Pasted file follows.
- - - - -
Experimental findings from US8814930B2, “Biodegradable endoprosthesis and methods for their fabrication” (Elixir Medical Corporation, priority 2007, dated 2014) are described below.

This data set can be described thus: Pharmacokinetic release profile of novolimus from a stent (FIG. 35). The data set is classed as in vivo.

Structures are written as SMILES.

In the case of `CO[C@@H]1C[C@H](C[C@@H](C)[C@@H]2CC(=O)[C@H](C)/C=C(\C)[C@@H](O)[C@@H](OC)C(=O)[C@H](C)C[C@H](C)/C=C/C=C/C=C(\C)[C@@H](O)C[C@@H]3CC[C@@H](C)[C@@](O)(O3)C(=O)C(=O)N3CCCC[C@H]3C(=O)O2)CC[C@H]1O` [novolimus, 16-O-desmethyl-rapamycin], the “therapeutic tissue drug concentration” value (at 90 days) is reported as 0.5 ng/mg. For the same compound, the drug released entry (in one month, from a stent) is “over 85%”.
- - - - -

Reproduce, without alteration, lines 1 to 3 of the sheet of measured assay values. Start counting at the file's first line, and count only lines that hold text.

Experimental findings from US8814930B2, “Biodegradable endoprosthesis and methods for their fabrication” (Elixir Medical Corporation, priority 2007, dated 2014) are described below.

This data set can be described thus: Pharmacokinetic release profile of novolimus from a stent (FIG. 35). The data set is classed as in vivo.

Structures are written as SMILES.